You may have heard of Turkish coffee, a traditional beverage ubiquitous in Turkey and its neighbouring countries, and with its origins dating all the way back to the Ottoman Empire. But what exactly is it, and how do you make it? Here, we break down what makes Turkish coffee a ritual that needs to be enjoyed the proper way.

What is Turkish coffee?

Turkish coffee is an ancient tradition. Pelin Tanyeri, manager at Ala in Washington DC, explains its roots. “The coffee has a 500 year history. It’s not a simple drink, but it’s a lifestyle. It’s the world’s oldest coffee brewing method, invented in the 16th century [during the Ottoman Empire]. And it’s not a coffee bean type, it is a method and preparation.”

Since you’ll be consuming the beans (which sink to the bottom of the cup), the coffee must be very finely ground, even finer than espresso — the result is less concentrated. Turkish coffee is prepared with more water than its Italian counterparts,  and is meant to be sipped rather than drunk quickly like a shot. There is also a tradition of reading the grinds at the bottom of the cup to tell fortunes, known as tasseography. Turkish coffee cups are small, similar to the size of an espresso cup, but with a rich history of their own; historically, these cups did not have a handle, but most now do to make handling the hot beverage easier.

How to brew this coffee?

Turkish coffee is all about technique, Tanyeri. “Turkish coffee is unfiltered. You’re drinking the coffee grounds, and we don’t brew it, we cook or boil it,” Tanyeri explains. Turkish coffee is prepared in a long handled pot typically made of copper or brass called a cezve. It can be prepared sweetened or unsweetened (at Ala, guests can choose from sweet, unsweetened, and semi-sweet versions).

See also  How You Should Properly Store High-End Whisky

In the pot, add ¾ tablespoon of coffee grounds to one cup of water and up to 1 teaspoon sugar, if desired. “It foams up and you pour it with the foam. You’ll understand that it’s a good Turkish coffee by the foam on top,” says Tanyeri.

How to drink Turkish coffee

Turkish coffee
Image Credit; Ricardo Díaz/Unsplash

While many of us drink our coffee on the go, Turkish coffee is not meant to be drunk in a rush or in transit. It’s a ritual. “We serve it with [a small cup of] water, and a piece of Turkish delight. It’s not a simple drink, it’s like a get-together drink, ” says Tanyeri. Water is served alongside the coffee to cleanse the palate while you wait for the coffee to cool down and for the grounds to sink to the bottom of the cup. Turkish coffee is often served after meals where friends and family can linger and chat while they digest and enjoy the beverage. Tanyeri loves seeing American customers try Turkish coffee at Ala, and says it’s a way “to tell them the culture and let them taste it.”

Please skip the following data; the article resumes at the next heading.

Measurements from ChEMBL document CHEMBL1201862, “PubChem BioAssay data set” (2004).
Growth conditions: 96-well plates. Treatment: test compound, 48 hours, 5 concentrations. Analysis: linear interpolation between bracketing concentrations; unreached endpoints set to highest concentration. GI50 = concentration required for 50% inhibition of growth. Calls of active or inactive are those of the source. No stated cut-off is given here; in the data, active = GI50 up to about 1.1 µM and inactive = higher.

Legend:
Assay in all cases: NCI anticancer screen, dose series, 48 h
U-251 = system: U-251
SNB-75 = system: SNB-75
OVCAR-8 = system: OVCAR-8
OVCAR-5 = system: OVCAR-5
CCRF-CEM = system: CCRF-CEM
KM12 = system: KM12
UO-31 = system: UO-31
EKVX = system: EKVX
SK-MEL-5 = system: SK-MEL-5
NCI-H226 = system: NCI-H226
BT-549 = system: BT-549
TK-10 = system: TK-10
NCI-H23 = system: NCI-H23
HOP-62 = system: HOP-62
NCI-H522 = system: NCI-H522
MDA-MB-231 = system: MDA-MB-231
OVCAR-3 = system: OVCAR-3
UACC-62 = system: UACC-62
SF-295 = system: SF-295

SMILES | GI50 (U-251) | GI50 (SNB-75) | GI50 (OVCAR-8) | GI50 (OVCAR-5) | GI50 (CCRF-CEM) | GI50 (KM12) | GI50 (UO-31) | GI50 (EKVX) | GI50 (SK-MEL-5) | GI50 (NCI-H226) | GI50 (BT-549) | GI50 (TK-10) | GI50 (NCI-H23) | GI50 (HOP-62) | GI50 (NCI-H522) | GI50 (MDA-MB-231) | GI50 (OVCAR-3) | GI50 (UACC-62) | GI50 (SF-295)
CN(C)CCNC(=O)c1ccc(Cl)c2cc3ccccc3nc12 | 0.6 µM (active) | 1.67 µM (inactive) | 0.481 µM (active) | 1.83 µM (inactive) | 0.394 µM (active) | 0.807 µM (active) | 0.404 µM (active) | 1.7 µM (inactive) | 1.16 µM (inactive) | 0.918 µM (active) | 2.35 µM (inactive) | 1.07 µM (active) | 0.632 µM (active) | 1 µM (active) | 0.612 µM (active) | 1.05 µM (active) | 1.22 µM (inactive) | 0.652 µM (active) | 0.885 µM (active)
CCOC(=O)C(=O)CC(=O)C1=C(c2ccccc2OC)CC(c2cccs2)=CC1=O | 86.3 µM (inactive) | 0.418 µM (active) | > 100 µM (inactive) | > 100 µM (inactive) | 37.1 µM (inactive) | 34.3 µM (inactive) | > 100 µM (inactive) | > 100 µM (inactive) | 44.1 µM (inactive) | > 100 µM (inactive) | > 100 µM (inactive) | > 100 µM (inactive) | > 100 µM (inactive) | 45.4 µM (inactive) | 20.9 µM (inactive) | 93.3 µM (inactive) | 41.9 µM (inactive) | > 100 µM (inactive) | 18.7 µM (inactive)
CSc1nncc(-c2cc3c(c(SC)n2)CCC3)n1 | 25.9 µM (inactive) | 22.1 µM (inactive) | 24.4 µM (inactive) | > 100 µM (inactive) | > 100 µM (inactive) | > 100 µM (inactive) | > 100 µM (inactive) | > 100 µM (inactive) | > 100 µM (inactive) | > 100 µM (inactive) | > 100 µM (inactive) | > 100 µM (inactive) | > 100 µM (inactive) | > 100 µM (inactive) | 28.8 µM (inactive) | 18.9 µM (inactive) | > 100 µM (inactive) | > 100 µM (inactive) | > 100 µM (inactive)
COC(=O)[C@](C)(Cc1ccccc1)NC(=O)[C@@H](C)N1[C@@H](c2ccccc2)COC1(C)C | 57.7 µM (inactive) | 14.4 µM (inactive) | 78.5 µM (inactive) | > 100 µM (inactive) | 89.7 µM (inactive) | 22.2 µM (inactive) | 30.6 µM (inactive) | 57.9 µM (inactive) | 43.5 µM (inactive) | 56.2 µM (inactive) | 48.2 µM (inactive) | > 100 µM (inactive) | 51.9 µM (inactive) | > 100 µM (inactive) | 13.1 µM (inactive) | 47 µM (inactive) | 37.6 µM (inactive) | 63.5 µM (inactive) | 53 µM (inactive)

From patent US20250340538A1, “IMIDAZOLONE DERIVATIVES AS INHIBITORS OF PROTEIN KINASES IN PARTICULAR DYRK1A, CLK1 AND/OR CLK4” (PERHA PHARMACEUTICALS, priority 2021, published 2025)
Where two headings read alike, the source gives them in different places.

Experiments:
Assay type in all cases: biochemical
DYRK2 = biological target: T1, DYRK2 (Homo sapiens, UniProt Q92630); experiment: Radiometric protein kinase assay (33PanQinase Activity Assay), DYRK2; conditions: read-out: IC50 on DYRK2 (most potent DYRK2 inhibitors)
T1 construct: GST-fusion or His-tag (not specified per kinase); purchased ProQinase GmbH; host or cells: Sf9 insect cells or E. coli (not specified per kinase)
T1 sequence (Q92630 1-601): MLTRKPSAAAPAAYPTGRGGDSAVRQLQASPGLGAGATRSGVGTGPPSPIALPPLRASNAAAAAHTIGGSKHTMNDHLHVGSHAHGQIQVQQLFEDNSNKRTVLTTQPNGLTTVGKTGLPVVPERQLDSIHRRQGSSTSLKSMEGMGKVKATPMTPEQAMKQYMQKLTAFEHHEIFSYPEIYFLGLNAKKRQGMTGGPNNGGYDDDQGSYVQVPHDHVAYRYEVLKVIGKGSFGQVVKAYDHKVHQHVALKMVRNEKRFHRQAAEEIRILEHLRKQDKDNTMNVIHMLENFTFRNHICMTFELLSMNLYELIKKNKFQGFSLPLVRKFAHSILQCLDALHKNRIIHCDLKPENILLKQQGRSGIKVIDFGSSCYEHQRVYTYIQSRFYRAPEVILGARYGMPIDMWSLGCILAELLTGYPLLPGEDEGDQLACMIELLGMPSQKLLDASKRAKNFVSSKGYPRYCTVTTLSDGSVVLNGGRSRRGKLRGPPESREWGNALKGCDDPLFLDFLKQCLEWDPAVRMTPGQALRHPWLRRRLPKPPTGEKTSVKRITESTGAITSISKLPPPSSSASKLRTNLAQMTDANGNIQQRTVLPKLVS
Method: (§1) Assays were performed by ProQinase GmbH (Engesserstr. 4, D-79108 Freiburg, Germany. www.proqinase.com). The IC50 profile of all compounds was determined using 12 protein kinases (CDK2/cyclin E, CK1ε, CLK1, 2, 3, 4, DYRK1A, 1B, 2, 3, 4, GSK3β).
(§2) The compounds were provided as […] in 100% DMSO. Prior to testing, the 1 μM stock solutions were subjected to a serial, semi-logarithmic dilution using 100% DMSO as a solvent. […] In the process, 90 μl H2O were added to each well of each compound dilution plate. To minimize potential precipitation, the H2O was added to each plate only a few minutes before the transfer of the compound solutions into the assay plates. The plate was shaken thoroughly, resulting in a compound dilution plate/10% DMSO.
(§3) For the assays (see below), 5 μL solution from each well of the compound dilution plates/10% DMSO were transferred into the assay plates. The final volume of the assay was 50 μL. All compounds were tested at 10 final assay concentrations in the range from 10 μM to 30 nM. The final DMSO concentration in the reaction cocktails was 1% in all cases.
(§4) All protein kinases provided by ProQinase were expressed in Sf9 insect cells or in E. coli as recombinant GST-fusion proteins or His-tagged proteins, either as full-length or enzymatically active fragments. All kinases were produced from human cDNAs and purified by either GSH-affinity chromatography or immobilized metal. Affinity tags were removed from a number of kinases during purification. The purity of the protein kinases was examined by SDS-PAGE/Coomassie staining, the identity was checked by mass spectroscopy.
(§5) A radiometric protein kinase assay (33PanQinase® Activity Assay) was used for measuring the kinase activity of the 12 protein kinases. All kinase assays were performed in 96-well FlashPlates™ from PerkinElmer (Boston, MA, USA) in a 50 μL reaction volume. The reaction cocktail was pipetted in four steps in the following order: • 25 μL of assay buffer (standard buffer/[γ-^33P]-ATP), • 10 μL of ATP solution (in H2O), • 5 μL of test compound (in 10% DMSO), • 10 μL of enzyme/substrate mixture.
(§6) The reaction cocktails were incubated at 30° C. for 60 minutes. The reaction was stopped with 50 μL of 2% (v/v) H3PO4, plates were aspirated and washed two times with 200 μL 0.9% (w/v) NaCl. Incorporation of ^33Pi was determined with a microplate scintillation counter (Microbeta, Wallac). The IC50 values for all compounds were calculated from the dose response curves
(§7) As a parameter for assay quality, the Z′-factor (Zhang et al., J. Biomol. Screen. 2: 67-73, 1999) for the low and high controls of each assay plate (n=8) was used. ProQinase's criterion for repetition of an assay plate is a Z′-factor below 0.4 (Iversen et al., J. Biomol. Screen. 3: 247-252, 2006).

Where to buy it?

Since Turkish coffee is not a specific kind of coffee bean, the biggest thing to look for is the right grind, which must be extremely fine. The biggest brand in Turkey is Mehmet Efendi (Ala uses this brand too) and which can be purchased online, or at most Turkish grocery stores. You can also grind your favourite beans very finely (or ask your local coffeeshop to grind them) for Turkish coffee. If you’re looking for the cezve pot, Tanyeri recommends scoping out World Market or Amazon — Etsy also has a wide selection.

See also  A Simple Guide To Making A Killer Negroni

How much caffeine is in Turkish coffee?

Caffeine levels in Turkish coffee really depend on how many cups you enjoy, but it is typically served in smaller portions than a mug of drip coffee. In fact, a typical Turkish coffee is about two to three ounces, while drip coffee is usually served in eight to 12 ounce (236 to 355ml) portions. Tanyeri says it’s common to enjoy a few cups in a day, especially after a meal to ease your stomach. This could certainly lead to consuming a higher amount of caffeine, but it depends, as always, on how much you drink. Ultimately though, Turkish coffee is more concentrated than a typical drip coffee and it’s not filtered, so it is more caffeinated even if the serving sizes are the same.

This story first appeared on

(Credit for the hero and featured image: Victoria Art / Shutterstock)

© 2021. TI Inc. Affluent Media Group. All rights reserved.  Licensed from and published with permission of Affluent Media Group. Reproduction in any manner in any language in whole or in part without prior written permission is prohibited.

Food & Wine and the Food & Wine Logo are registered trademarks of Affluent Media Group. Used under License.